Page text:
Pangeon Review

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I’ve always had a soft spot for Dungeon crawlers. Playing the Atari growing up, I had a bit of an obsession with Dungeon Master. A pixelated RPG that allows you to crawl through the depths of dank and dark corridors, killing monsters and overcoming traps and puzzles. There have been plenty of games throughout the years that have used this classic game style as their influence, and the latest game that I’m playing wreaks of old school Dungeon crawling. Pangeon allows you to play the part of one of 4 heroes. You must work your way deeper into the abyss, to cleanse the world around you, and bring some normality to the people who live near this wretched hell hole.

Developed and published by Skrypious and Ultimate Games S.A this casual Dungeon adventure contains roguelike elements. This is likely to put most hardcore gamers off, as all items and progress will be lost if you are unlucky enough to lose your life. The gameplay spans 4 levels, where you will encounter 3 monstrous bosses. Each of the levels is split into several stages, and as you progress you are given the chance to purchase items and potions from vendors.

The characters at your disposal are; Warrior, Wizard, Archer, and Thief. This choice adds a distinct RPG element and affects how you approach the combat throughout. Depending on who you choose, you will be restricted to use of melee, ranged, or magical weapons. Melee is increased with strength, ranged must be supplied by arrows, and magic is topped up with mana. I went down the warrior route; it appeared the most straightforward, and I love hacking my way to the goal. Unfortunately, though, defence wasn’t his strong point, and blocking attacks were pointless. I tanked my way through the battles and kept my fingers crossed that I didn’t get hit enough to die.

Once you’ve accepted the limitations of your hero, you are going to want to upgrade them, and their equipment quickly. The aforementioned vendors are key to improving your gear, with new; armour, weapons and magical paraphernalia available. Sell goods and scavenge money by finding chests and killing everything in sight. Don’t get too excited, the choices are limited, as is the ability to gather gold. It’s a bit of a chore trying to obtain enough to kit yourself out correctly, and sacrifices have to be made.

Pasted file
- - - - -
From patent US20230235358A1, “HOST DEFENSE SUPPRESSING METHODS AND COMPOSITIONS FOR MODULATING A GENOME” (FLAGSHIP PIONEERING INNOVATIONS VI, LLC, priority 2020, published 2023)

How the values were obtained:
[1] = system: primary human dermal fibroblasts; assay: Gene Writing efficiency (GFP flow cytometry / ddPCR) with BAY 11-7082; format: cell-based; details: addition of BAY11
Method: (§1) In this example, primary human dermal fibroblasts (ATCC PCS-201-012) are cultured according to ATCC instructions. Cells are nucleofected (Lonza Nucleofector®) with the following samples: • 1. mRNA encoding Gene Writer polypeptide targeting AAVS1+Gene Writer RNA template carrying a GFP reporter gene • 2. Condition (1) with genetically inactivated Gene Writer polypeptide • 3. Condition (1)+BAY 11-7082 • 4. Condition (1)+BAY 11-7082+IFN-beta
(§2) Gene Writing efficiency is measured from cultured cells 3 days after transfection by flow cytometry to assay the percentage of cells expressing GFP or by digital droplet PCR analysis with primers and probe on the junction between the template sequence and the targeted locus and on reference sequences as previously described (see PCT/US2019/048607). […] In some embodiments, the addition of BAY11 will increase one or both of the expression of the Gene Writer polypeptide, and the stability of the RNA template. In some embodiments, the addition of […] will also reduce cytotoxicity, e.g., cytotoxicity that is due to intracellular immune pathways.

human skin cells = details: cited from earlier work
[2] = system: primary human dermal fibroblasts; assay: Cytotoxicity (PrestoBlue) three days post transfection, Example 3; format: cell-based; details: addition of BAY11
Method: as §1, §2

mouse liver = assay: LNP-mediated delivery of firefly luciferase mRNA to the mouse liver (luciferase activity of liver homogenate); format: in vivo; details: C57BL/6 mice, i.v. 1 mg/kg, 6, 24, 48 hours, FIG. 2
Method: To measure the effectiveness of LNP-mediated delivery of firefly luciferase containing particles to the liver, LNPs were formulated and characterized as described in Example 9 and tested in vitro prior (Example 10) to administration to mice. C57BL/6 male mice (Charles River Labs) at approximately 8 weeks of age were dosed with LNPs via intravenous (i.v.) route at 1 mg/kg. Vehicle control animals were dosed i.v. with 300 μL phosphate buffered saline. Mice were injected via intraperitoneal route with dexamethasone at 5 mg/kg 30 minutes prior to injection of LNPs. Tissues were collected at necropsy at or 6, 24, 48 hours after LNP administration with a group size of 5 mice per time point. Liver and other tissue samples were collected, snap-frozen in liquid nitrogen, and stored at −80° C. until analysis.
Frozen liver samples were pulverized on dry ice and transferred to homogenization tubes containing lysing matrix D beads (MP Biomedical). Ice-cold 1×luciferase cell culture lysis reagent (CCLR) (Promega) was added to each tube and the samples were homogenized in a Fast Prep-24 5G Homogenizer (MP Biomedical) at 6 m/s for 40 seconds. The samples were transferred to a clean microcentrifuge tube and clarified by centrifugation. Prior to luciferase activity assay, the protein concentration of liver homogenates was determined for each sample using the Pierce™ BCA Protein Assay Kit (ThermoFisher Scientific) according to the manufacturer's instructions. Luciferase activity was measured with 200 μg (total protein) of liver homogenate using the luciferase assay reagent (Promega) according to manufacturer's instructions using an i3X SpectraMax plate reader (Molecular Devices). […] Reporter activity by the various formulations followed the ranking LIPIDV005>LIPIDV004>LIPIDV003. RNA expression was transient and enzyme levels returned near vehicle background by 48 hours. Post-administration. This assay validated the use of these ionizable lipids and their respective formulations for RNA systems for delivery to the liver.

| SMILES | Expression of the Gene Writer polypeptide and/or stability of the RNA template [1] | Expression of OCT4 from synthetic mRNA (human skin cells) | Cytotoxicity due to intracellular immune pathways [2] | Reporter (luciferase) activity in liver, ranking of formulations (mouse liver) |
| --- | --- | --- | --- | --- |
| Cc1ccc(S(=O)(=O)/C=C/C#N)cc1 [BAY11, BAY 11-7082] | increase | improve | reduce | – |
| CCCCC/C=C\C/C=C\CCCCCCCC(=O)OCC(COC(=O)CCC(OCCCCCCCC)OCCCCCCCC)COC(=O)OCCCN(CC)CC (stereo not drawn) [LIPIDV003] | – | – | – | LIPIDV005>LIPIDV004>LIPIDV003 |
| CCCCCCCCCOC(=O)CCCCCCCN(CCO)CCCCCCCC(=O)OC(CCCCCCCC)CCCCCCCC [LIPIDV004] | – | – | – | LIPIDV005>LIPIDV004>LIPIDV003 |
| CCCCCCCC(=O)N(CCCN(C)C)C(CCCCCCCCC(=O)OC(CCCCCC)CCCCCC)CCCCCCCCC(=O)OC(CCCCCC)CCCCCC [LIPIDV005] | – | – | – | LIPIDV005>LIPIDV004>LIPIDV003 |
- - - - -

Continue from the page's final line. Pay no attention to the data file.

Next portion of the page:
As with all RPG and adventure titles, XP is gained as you defeat each enemy you face. Gaining enough will level you up, which strengthens you, makes you quicker, or better with your magic spells. There are only a few monsters available in each stage, so levelling up is slow, but this ensures that the gameplay difficulty remains balanced through to the end.

Talking about difficulty, you have 3 to choose from, and 2 game modes to select. You have; easy, medium, and hard. Your gameplay is split between the story (where the main action takes place), and arena. The arena is a wave-based scenario that gradually gets harder. You must survive 25 attacks and trust me when I say that it’s brutal. I’ve yet to complete it, and the achievement tracker shows that I’m not alone in struggling.

The concept behind this game is simple. Make your way from a portal to a door, survive the horrors you encounter, and then overcome the boss. Improve your skills and equipment en route, and exit the Dungeon having cleared all the evil. Though it was basic, I loved hacking at ghosts and goblins. Shooting bat’s out of the air with my bow and smiting my foes with a magical wand. It’s the definition of casual Dungeon crawler, and it was fantastic.